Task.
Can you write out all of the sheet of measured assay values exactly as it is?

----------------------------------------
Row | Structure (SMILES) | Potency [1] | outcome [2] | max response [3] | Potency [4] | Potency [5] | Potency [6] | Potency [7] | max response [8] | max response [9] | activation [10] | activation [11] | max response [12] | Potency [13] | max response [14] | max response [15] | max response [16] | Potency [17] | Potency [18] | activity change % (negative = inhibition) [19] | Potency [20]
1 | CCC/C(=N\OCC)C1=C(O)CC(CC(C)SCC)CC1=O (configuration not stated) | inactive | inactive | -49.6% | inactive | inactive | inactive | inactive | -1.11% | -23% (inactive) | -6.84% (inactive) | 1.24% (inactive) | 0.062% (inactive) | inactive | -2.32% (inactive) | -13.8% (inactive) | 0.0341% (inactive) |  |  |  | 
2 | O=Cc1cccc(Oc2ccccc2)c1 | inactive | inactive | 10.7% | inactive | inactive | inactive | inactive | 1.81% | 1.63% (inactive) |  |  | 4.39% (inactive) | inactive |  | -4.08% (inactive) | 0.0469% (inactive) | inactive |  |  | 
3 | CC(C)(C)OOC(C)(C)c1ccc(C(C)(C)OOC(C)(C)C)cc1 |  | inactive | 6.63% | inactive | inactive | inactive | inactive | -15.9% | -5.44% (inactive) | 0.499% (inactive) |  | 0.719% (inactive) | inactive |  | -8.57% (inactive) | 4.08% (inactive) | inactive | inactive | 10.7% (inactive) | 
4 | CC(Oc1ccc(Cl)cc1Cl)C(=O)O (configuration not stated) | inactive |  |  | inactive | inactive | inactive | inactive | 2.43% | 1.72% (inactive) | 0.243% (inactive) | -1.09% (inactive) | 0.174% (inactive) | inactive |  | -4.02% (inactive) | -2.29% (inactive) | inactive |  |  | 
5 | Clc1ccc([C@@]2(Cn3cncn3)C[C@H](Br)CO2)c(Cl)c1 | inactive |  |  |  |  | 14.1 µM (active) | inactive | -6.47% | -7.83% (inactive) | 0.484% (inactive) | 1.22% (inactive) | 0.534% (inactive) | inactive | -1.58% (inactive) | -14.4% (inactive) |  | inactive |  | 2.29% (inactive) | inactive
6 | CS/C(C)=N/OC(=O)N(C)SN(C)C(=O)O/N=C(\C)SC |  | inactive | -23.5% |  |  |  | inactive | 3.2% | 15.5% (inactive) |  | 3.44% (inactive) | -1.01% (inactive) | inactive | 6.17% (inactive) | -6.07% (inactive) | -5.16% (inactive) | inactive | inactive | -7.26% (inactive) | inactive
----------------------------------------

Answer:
Row | Structure (SMILES) | Potency [1] | outcome [2] | max response [3] | Potency [4] | Potency [5] | Potency [6] | Potency [7] | max response [8] | max response [9] | activation [10] | activation [11] | max response [12] | Potency [13] | max response [14] | max response [15] | max response [16] | Potency [17] | Potency [18] | activity change % (negative = inhibition) [19] | Potency [20]
1 | CCC/C(=N\OCC)C1=C(O)CC(CC(C)SCC)CC1=O (configuration not stated) | inactive | inactive | -49.6% | inactive | inactive | inactive | inactive | -1.11% | -23% (inactive) | -6.84% (inactive) | 1.24% (inactive) | 0.062% (inactive) | inactive | -2.32% (inactive) | -13.8% (inactive) | 0.0341% (inactive) |  |  |  | 
2 | O=Cc1cccc(Oc2ccccc2)c1 | inactive | inactive | 10.7% | inactive | inactive | inactive | inactive | 1.81% | 1.63% (inactive) |  |  | 4.39% (inactive) | inactive |  | -4.08% (inactive) | 0.0469% (inactive) | inactive |  |  | 
3 | CC(C)(C)OOC(C)(C)c1ccc(C(C)(C)OOC(C)(C)C)cc1 |  | inactive | 6.63% | inactive | inactive | inactive | inactive | -15.9% | -5.44% (inactive) | 0.499% (inactive) |  | 0.719% (inactive) | inactive |  | -8.57% (inactive) | 4.08% (inactive) | inactive | inactive | 10.7% (inactive) | 
4 | CC(Oc1ccc(Cl)cc1Cl)C(=O)O (configuration not stated) | inactive |  |  | inactive | inactive | inactive | inactive | 2.43% | 1.72% (inactive) | 0.243% (inactive) | -1.09% (inactive) | 0.174% (inactive) | inactive |  | -4.02% (inactive) | -2.29% (inactive) | inactive |  |  | 
5 | Clc1ccc([C@@]2(Cn3cncn3)C[C@H](Br)CO2)c(Cl)c1 | inactive |  |  |  |  | 14.1 µM (active) | inactive | -6.47% | -7.83% (inactive) | 0.484% (inactive) | 1.22% (inactive) | 0.534% (inactive) | inactive | -1.58% (inactive) | -14.4% (inactive) |  | inactive |  | 2.29% (inactive) | inactive
6 | CS/C(C)=N/OC(=O)N(C)SN(C)C(=O)O/N=C(\C)SC |  | inactive | -23.5% |  |  |  | inactive | 3.2% | 15.5% (inactive) |  | 3.44% (inactive) | -1.01% (inactive) | inactive | 6.17% (inactive) | -6.07% (inactive) | -5.16% (inactive) | inactive | inactive | -7.26% (inactive) | inactive